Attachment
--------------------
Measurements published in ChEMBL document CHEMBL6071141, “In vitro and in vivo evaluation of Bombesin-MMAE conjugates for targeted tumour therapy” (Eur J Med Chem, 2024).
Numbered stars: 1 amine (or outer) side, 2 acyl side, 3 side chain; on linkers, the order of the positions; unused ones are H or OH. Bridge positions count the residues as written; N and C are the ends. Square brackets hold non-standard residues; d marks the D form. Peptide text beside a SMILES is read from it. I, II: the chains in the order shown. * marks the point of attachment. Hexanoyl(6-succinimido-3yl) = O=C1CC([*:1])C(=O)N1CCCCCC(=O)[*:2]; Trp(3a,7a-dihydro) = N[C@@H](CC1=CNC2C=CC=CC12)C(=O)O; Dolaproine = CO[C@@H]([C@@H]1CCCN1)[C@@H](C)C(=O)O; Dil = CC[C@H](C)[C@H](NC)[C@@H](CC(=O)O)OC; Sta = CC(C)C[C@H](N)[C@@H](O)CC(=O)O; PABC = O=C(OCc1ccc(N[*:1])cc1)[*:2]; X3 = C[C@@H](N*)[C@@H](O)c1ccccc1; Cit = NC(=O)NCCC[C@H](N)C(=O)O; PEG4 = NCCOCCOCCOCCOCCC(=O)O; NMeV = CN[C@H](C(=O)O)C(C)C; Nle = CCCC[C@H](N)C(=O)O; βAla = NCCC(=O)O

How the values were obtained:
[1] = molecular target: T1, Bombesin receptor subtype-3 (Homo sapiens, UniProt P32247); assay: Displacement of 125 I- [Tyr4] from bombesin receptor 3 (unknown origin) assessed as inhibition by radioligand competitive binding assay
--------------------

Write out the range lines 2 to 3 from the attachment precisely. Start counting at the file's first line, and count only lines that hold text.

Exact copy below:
Numbered stars: 1 amine (or outer) side, 2 acyl side, 3 side chain; on linkers, the order of the positions; unused ones are H or OH. Bridge positions count the residues as written; N and C are the ends. Square brackets hold non-standard residues; d marks the D form. Peptide text beside a SMILES is read from it. I, II: the chains in the order shown. * marks the point of attachment. Hexanoyl(6-succinimido-3yl) = O=C1CC([*:1])C(=O)N1CCCCCC(=O)[*:2]; Trp(3a,7a-dihydro) = N[C@@H](CC1=CNC2C=CC=CC12)C(=O)O; Dolaproine = CO[C@@H]([C@@H]1CCCN1)[C@@H](C)C(=O)O; Dil = CC[C@H](C)[C@H](NC)[C@@H](CC(=O)O)OC; Sta = CC(C)C[C@H](N)[C@@H](O)CC(=O)O; PABC = O=C(OCc1ccc(N[*:1])cc1)[*:2]; X3 = C[C@@H](N*)[C@@H](O)c1ccccc1; Cit = NC(=O)NCCC[C@H](N)C(=O)O; PEG4 = NCCOCCOCCOCCOCCC(=O)O; NMeV = CN[C@H](C(=O)O)C(C)C; Nle = CCCC[C@H](N)C(=O)O; βAla = NCCC(=O)O

How the values were obtained: